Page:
When I began collecting social security, I panicked. I felt that I was running out of time. There were things I wanted to do but hadn't. I wasn't going to dwell on "would've, could've should've." That kind of thinking wouldn't change a thing. I noticed that some people were on a downward slope once they hit 65. Yet others, much older, were thriving. To discover their secrets, I interviewed over 100 men and women from their 60s through their 90s and beyond. Each person lived with gusto and purpose. This book tells their stories.
When visiting India in 1973, I took a side trip to Nepal. I was only there a short time, but it left an indelible impression on me. In 2012, I returned and stayed six weeks. That trip led to another and another. On each trip I met a diverse, interesting group of people and was often invited to their homes where I met the rest of the family. Since I collect stories, I began writing them down. As I did, a sense of life in Nepal emerged. Perforce, this book is part memoir, part reportage and part history, but most of all, it’s a good read.
Julian and Joaquin Castro’s mother, Rosie, is a person to emulate. On Sunday’s, the family sat down to a delicious dinner and discussed community issues. Even at a young age, Rosie was encouraged to join the conversation. She first experienced racism when she accompanied her Mexican-American mother to work cleaning wealthy people’s homes. As she got older and more aware of life around her, fought the injustices around her. She imparted her values to her twin sons who are now in a position to make our country a better place.
Diane Dupuy, born in Canada in 1948, is the founder of the internationally acclaimed black-light theater company, Famous PEOPLE Players. Many prestigious awards recognize the extraordinary artistic and humanitarian levels she achieved. Yet, Diane could easily have fallen through the cracks. As a child she was teased and bullied at school because she didn’t fit in. You’ll read about her struggles and see how faith, a vision, and determination combine to build a company where the impossible becomes possible.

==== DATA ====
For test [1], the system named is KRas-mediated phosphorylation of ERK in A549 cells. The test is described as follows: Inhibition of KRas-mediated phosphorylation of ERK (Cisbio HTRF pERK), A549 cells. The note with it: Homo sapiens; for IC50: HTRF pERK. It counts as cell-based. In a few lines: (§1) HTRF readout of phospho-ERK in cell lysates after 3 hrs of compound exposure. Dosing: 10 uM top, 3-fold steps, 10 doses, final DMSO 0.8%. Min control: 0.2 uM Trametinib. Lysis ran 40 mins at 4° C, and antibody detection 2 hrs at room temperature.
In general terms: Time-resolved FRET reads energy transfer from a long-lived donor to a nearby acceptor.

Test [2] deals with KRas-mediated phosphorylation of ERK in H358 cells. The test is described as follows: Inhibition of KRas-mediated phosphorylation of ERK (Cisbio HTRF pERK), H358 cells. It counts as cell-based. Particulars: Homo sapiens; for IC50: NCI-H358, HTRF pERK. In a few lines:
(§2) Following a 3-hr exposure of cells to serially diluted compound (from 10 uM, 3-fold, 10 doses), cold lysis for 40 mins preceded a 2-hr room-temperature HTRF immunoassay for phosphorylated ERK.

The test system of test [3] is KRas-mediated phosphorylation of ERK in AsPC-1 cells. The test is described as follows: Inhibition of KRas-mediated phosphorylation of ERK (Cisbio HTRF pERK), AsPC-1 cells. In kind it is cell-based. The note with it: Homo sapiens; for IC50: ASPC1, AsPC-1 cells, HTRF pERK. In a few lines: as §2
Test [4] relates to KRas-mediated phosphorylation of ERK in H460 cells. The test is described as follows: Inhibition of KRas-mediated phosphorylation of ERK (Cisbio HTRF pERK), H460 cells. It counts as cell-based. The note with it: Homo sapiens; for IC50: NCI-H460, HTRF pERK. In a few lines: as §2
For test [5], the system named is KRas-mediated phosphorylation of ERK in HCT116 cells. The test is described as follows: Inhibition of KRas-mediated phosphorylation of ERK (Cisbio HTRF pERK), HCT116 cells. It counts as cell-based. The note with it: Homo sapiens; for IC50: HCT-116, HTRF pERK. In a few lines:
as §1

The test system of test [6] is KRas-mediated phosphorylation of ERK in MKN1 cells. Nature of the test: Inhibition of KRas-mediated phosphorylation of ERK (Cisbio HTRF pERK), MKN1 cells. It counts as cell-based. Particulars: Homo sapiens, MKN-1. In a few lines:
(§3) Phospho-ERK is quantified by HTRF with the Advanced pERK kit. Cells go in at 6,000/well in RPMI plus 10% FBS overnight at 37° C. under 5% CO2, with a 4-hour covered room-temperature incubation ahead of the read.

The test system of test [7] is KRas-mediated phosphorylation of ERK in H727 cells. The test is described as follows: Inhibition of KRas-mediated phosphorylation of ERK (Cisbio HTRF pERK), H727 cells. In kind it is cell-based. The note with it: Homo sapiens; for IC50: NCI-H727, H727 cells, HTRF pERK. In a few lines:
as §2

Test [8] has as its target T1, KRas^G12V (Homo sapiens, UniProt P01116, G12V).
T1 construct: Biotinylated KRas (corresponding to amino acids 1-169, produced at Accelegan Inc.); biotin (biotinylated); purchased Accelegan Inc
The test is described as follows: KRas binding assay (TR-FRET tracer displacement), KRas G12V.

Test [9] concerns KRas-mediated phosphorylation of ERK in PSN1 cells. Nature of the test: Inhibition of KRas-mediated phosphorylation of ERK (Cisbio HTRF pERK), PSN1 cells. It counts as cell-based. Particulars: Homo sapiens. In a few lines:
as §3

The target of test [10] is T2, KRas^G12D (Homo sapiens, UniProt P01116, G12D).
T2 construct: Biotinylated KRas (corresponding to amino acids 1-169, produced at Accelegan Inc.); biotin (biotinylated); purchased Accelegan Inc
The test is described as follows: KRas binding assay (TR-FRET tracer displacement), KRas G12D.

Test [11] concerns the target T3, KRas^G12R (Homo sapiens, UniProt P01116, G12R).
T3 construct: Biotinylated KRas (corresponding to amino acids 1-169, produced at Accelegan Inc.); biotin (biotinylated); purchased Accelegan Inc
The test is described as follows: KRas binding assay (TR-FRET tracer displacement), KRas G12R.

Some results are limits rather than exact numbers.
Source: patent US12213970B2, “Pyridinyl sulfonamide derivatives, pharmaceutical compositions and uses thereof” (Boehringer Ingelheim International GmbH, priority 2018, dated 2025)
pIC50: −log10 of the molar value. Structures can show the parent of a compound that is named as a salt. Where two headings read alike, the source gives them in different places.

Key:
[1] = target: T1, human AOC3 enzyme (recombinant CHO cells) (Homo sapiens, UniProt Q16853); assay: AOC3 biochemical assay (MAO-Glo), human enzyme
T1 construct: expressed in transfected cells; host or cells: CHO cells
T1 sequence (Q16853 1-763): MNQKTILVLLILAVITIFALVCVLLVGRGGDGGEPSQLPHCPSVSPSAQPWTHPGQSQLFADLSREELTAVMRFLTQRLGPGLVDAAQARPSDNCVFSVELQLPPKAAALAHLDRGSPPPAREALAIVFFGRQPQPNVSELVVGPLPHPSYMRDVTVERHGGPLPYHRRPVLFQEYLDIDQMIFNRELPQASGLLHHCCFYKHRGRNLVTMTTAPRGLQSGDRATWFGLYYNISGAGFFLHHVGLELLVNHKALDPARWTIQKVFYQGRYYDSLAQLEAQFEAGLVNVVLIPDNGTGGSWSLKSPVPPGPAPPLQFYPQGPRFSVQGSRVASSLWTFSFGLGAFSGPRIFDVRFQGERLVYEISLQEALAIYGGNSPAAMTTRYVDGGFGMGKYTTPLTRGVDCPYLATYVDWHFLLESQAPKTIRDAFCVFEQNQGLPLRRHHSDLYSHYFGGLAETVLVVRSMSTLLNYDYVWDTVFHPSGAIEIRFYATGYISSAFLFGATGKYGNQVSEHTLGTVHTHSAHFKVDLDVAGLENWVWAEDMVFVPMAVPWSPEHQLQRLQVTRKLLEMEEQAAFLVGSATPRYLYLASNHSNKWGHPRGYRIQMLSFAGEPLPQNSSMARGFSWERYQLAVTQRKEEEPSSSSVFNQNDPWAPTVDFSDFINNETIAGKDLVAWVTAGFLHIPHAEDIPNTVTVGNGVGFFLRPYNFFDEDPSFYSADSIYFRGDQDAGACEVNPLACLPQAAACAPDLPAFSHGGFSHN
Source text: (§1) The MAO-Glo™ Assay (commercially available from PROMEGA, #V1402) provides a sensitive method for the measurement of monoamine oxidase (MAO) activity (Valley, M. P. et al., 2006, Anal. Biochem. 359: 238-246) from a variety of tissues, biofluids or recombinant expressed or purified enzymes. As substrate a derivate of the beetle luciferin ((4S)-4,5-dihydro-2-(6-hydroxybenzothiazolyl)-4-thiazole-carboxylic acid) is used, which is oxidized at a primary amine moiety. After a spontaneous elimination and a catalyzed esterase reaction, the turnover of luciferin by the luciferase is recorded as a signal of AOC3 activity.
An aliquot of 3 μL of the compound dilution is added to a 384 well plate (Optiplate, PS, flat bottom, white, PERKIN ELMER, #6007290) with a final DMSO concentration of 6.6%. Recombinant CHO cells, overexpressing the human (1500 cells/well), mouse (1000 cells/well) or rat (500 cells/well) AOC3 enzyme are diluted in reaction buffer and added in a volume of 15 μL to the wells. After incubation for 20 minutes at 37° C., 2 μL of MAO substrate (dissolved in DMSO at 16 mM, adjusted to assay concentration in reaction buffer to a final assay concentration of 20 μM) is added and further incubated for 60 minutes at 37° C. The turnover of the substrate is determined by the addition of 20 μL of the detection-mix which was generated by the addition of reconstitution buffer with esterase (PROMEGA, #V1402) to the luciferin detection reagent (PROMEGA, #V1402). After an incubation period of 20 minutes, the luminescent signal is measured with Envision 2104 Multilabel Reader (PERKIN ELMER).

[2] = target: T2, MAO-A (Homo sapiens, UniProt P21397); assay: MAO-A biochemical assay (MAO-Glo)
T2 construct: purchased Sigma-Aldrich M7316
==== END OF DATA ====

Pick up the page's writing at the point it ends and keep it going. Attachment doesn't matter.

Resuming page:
The first time Sammy Lee climbed the 10-meter diving platform this Korean-American youth of small stature dove with a dream of Olympic Gold in his heart. As a youth, Sammy’s father, who had to deal with discrimination, helped Sammy overcome his self-defeating behavior and taught him to forge ahead. He wanted Sammy, who was born in 1920 in California, to become a doctor. But Sammy only wanted to dive. The odds were against him on both fronts. You’ll discover the truth behind his historic dive into history and his struggle to become a doctor.
James Bartleman was born in Canada in 1939 to a First Nations mother and a white father. Raised in two cultures, he battled racism and endured poverty. As a child neighborhood white kids taunted him and his teacher assumed that he would never achieve anything worthwhile. James’ father was often drunk. Yet, he was a dreamer who loved to read. One night, James secretly followed him to the library and discovered the source of his father’s dreams. James, too, became a reader. Books exposed him to new ideas, far away places, and transformed his life.
The biographies of Rosie Castro, Diane Dupuy, Sammy Lee, and James Bartleman were written for junior high students to be read in school and discussed with peers. Even though these books are on a junior high curriculum, their themes confirm for adults that no matter what challenges we had as children, we can thrive.
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